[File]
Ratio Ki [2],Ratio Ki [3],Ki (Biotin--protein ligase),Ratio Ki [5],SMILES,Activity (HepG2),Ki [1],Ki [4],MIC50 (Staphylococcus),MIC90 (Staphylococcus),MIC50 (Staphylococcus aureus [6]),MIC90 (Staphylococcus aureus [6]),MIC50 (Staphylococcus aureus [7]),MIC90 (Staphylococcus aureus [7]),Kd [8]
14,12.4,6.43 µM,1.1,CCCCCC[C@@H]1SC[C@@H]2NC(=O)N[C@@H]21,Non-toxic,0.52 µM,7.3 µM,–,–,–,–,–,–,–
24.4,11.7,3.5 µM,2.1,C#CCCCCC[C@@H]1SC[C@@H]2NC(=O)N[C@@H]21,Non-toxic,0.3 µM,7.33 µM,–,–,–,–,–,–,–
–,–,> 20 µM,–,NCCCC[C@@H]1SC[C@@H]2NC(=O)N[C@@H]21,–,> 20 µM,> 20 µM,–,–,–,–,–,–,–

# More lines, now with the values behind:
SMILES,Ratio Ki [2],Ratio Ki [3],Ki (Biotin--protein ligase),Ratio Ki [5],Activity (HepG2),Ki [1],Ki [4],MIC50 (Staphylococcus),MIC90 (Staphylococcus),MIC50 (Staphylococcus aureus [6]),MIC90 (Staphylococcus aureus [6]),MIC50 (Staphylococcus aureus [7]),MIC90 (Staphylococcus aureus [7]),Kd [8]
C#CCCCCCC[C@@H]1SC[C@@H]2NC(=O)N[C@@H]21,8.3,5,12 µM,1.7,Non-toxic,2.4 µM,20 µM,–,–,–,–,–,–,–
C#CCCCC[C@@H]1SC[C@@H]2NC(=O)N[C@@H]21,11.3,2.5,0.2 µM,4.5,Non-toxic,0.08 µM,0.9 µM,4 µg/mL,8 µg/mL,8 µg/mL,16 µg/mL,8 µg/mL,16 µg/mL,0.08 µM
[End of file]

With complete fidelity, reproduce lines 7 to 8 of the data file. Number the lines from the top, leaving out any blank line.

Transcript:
C#CCCCCCC[C@@H]1SC[C@@H]2NC(=O)N[C@@H]21,8.3,5,12 µM,1.7,Non-toxic,2.4 µM,20 µM,–,–,–,–,–,–,–
C#CCCCC[C@@H]1SC[C@@H]2NC(=O)N[C@@H]21,11.3,2.5,0.2 µM,4.5,Non-toxic,0.08 µM,0.9 µM,4 µg/mL,8 µg/mL,8 µg/mL,16 µg/mL,8 µg/mL,16 µg/mL,0.08 µM